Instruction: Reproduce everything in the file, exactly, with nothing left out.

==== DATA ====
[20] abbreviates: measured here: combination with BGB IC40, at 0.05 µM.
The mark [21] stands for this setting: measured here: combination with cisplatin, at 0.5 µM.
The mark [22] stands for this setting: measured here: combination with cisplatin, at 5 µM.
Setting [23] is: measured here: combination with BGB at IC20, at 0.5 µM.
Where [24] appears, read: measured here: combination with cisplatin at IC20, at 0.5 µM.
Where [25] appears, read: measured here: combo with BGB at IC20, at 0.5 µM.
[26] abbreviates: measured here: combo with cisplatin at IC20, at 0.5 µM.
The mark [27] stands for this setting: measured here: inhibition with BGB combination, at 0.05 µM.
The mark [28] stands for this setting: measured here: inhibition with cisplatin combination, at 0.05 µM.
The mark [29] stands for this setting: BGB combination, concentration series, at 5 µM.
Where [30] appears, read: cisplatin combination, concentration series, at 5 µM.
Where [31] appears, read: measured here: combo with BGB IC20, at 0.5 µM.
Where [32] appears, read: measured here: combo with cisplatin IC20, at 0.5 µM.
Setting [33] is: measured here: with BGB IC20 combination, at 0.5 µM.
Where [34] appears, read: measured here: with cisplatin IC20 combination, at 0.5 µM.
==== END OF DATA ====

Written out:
[20] abbreviates: measured here: combination with BGB IC40, at 0.05 µM.
The mark [21] stands for this setting: measured here: combination with cisplatin, at 0.5 µM.
The mark [22] stands for this setting: measured here: combination with cisplatin, at 5 µM.
Setting [23] is: measured here: combination with BGB at IC20, at 0.5 µM.
Where [24] appears, read: measured here: combination with cisplatin at IC20, at 0.5 µM.
Where [25] appears, read: measured here: combo with BGB at IC20, at 0.5 µM.
[26] abbreviates: measured here: combo with cisplatin at IC20, at 0.5 µM.
The mark [27] stands for this setting: measured here: inhibition with BGB combination, at 0.05 µM.
The mark [28] stands for this setting: measured here: inhibition with cisplatin combination, at 0.05 µM.
The mark [29] stands for this setting: BGB combination, concentration series, at 5 µM.
Where [30] appears, read: cisplatin combination, concentration series, at 5 µM.
Where [31] appears, read: measured here: combo with BGB IC20, at 0.5 µM.
Where [32] appears, read: measured here: combo with cisplatin IC20, at 0.5 µM.
Setting [33] is: measured here: with BGB IC20 combination, at 0.5 µM.
Where [34] appears, read: measured here: with cisplatin IC20 combination, at 0.5 µM.